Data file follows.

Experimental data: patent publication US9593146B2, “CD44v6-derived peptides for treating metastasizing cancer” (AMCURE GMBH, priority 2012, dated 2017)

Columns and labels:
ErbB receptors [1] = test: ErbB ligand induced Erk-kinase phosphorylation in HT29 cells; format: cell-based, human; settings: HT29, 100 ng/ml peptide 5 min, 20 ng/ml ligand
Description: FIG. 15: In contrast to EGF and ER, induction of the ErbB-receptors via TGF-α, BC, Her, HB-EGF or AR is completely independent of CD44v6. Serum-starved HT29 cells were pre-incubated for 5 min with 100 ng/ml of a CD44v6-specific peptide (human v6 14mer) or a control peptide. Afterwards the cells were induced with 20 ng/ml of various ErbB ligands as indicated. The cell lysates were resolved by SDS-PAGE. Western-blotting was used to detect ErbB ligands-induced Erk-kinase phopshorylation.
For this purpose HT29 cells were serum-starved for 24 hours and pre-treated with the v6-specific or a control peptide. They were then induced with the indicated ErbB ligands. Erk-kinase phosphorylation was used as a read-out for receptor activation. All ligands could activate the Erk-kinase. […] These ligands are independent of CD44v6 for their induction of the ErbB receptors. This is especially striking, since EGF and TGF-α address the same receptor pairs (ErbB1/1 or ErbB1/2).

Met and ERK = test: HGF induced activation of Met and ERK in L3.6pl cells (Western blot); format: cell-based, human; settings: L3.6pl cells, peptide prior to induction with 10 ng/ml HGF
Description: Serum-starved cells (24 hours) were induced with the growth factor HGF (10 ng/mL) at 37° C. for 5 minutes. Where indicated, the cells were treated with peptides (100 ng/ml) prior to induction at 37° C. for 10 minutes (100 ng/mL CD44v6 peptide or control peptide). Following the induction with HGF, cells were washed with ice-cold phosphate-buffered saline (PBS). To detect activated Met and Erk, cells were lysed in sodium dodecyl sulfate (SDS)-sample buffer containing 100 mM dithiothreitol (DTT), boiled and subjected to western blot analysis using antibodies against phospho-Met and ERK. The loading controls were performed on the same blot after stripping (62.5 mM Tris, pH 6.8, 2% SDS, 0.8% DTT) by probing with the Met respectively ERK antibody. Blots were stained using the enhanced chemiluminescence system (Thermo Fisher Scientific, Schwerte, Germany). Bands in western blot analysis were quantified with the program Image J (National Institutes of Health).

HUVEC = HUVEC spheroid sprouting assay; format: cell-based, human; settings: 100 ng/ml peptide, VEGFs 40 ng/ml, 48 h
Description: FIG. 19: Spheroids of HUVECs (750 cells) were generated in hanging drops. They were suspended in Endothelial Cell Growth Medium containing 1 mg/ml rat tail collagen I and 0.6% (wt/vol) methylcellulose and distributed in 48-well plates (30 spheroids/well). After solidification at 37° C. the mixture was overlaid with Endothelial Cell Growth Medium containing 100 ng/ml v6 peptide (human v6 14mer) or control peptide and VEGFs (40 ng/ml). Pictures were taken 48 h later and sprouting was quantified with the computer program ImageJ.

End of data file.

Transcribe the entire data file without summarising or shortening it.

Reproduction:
Experimental data: patent publication US9593146B2, “CD44v6-derived peptides for treating metastasizing cancer” (AMCURE GMBH, priority 2012, dated 2017)

Columns and labels:
ErbB receptors [1] = test: ErbB ligand induced Erk-kinase phosphorylation in HT29 cells; format: cell-based, human; settings: HT29, 100 ng/ml peptide 5 min, 20 ng/ml ligand
Description: FIG. 15: In contrast to EGF and ER, induction of the ErbB-receptors via TGF-α, BC, Her, HB-EGF or AR is completely independent of CD44v6. Serum-starved HT29 cells were pre-incubated for 5 min with 100 ng/ml of a CD44v6-specific peptide (human v6 14mer) or a control peptide. Afterwards the cells were induced with 20 ng/ml of various ErbB ligands as indicated. The cell lysates were resolved by SDS-PAGE. Western-blotting was used to detect ErbB ligands-induced Erk-kinase phopshorylation.
For this purpose HT29 cells were serum-starved for 24 hours and pre-treated with the v6-specific or a control peptide. They were then induced with the indicated ErbB ligands. Erk-kinase phosphorylation was used as a read-out for receptor activation. All ligands could activate the Erk-kinase. […] These ligands are independent of CD44v6 for their induction of the ErbB receptors. This is especially striking, since EGF and TGF-α address the same receptor pairs (ErbB1/1 or ErbB1/2).

Met and ERK = test: HGF induced activation of Met and ERK in L3.6pl cells (Western blot); format: cell-based, human; settings: L3.6pl cells, peptide prior to induction with 10 ng/ml HGF
Description: Serum-starved cells (24 hours) were induced with the growth factor HGF (10 ng/mL) at 37° C. for 5 minutes. Where indicated, the cells were treated with peptides (100 ng/ml) prior to induction at 37° C. for 10 minutes (100 ng/mL CD44v6 peptide or control peptide). Following the induction with HGF, cells were washed with ice-cold phosphate-buffered saline (PBS). To detect activated Met and Erk, cells were lysed in sodium dodecyl sulfate (SDS)-sample buffer containing 100 mM dithiothreitol (DTT), boiled and subjected to western blot analysis using antibodies against phospho-Met and ERK. The loading controls were performed on the same blot after stripping (62.5 mM Tris, pH 6.8, 2% SDS, 0.8% DTT) by probing with the Met respectively ERK antibody. Blots were stained using the enhanced chemiluminescence system (Thermo Fisher Scientific, Schwerte, Germany). Bands in western blot analysis were quantified with the program Image J (National Institutes of Health).

HUVEC = HUVEC spheroid sprouting assay; format: cell-based, human; settings: 100 ng/ml peptide, VEGFs 40 ng/ml, 48 h
Description: FIG. 19: Spheroids of HUVECs (750 cells) were generated in hanging drops. They were suspended in Endothelial Cell Growth Medium containing 1 mg/ml rat tail collagen I and 0.6% (wt/vol) methylcellulose and distributed in 48-well plates (30 spheroids/well). After solidification at 37° C. the mixture was overlaid with Endothelial Cell Growth Medium containing 100 ng/ml v6 peptide (human v6 14mer) or control peptide and VEGFs (40 ng/ml). Pictures were taken 48 h later and sprouting was quantified with the computer program ImageJ.